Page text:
October 6, 2023

21 Content Hooks For Social Media Posts (With Examples)

By Charles Miller

The hook is the most important part of any piece of content. That’s because if it doesn’t work, readers won’t even read the rest of the words.

When you write content, you basically have to do two things. First, you sell the value of reading the rest of it. Then, you deliver value in the body. When you don't nail that subtle sales pitch at the start, you lose readers. A lot of them.

Here are some hooks that I’ve seen work over and over again in my content and my clients' content...

1. Personal Results

Sharing personal results does three things. First, it attracts attention in general. If you lose X pounds or make X amount of money, that makes people get interested. Second, that interest is in you, not anybody else. Content about Jeff Bezos or other successful people often goes viral, and it can be a part of your content strategy, but if you never talk about yourself, your results will suffer. Finally, it makes people trust you, which leads to followers, customers, and clients.

Simple Example:

I’ve lost 31 pounds in the last 250 days.

Here are my top 12 fat-loss tips:

2. Client/Customer/User Results

This is the same as the first one but instead of talking about your results, you talk about your clients, customers, users, etc. If you’re an email marketer, you could talk about a client’s Black Friday sale. If you run a social media marketing SaaS tool, you could talk about how many followers your users have gained.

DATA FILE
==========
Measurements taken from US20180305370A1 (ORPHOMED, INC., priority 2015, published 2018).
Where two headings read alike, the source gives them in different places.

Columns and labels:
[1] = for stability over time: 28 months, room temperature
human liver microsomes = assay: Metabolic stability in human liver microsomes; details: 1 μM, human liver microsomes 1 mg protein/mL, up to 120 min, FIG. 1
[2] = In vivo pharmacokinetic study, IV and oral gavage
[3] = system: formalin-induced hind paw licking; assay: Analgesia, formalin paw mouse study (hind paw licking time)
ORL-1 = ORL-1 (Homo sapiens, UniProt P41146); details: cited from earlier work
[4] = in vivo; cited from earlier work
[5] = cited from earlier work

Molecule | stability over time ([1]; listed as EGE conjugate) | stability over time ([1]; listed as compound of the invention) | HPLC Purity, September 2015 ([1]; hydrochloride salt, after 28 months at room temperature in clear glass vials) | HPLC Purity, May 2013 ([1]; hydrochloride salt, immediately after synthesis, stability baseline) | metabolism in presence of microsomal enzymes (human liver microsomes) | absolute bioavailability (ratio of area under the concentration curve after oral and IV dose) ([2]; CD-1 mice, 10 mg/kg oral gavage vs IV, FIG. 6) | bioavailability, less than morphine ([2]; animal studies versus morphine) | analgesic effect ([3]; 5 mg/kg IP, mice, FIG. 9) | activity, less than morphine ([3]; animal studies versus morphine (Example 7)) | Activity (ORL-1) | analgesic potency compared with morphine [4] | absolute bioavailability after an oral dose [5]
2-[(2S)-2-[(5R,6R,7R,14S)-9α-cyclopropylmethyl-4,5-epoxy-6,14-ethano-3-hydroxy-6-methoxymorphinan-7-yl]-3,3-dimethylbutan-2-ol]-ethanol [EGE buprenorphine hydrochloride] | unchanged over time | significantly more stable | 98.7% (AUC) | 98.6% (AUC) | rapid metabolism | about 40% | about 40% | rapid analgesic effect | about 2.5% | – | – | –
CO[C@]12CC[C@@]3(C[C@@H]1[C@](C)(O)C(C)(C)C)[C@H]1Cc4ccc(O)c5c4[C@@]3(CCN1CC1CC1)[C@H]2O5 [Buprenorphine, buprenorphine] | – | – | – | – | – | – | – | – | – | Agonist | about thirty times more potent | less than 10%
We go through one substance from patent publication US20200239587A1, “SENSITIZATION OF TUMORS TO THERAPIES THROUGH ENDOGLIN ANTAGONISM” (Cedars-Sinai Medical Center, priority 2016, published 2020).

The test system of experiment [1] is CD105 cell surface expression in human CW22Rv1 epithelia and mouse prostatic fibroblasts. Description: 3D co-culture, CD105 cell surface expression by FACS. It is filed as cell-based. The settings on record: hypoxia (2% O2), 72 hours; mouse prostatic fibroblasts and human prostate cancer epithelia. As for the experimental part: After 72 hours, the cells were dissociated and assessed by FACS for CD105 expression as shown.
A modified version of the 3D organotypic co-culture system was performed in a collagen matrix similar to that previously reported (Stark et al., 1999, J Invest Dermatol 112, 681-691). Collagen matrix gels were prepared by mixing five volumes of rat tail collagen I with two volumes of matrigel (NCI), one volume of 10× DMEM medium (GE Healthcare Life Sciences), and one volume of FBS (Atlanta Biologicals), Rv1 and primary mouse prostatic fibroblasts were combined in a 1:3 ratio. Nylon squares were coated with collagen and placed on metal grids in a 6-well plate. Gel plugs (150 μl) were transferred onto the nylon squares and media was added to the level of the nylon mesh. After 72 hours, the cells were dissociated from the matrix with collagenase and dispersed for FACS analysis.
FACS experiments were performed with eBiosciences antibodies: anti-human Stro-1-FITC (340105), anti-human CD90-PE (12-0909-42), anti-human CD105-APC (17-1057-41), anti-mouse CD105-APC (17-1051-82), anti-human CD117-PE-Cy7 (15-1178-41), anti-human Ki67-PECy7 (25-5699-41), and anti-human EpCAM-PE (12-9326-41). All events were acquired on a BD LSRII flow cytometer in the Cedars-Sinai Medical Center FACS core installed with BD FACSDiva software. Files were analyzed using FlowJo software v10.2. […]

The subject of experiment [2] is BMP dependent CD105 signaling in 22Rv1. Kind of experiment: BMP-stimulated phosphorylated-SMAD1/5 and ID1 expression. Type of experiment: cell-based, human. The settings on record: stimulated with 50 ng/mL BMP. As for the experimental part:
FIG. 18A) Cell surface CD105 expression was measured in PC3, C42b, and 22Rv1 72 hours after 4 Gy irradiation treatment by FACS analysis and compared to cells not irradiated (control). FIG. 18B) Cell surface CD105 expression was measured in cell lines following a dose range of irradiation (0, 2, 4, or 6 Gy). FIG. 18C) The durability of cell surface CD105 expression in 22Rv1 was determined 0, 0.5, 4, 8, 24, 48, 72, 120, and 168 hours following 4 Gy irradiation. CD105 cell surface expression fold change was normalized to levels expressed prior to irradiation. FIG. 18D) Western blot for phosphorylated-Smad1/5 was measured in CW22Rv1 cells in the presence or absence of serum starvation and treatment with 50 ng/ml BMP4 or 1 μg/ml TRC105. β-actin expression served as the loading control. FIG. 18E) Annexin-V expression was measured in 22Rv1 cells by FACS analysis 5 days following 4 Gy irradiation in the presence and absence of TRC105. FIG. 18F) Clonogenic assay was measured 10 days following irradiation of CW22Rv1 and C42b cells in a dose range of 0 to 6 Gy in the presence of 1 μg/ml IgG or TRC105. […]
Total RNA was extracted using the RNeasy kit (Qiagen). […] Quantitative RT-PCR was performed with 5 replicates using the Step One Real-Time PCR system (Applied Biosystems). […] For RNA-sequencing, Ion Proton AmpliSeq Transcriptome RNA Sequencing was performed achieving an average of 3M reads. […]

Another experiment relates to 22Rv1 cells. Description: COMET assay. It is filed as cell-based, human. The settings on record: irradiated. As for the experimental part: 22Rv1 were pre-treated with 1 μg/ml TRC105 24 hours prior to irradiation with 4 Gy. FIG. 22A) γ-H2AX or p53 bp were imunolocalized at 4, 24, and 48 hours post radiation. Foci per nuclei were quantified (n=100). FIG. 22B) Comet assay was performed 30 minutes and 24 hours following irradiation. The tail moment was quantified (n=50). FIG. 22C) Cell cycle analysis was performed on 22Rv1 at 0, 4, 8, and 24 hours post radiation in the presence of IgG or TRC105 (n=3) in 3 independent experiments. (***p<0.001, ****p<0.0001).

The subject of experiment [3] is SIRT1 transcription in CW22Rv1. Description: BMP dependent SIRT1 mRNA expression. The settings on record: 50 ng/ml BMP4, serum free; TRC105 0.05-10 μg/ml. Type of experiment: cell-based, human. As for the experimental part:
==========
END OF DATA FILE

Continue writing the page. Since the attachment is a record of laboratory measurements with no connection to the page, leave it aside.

Simple Example:

I made my client over $10 million during BFCM.

Here’s how (so you can crush your sale next year):

3. Relevant Questions

People instinctively want to answer questions, and that’s especially true when the question is relevant to them and their desires. Asking one can be a solid hook.

Simple Example:

Want to start meditating but don’t know how?

Then follow my stupidly simple 10-step system:

4. List Titles

Lists take up lots of space on the timeline, are easy to consume, and give readers a bunch of different ideas to agree with, disagree with, or get value from. They’re a staple of almost everybody’s content strategy. You can use their titles as hooks.

Simple Example:

8 AI tools that will help you write better:

5. How-To Starters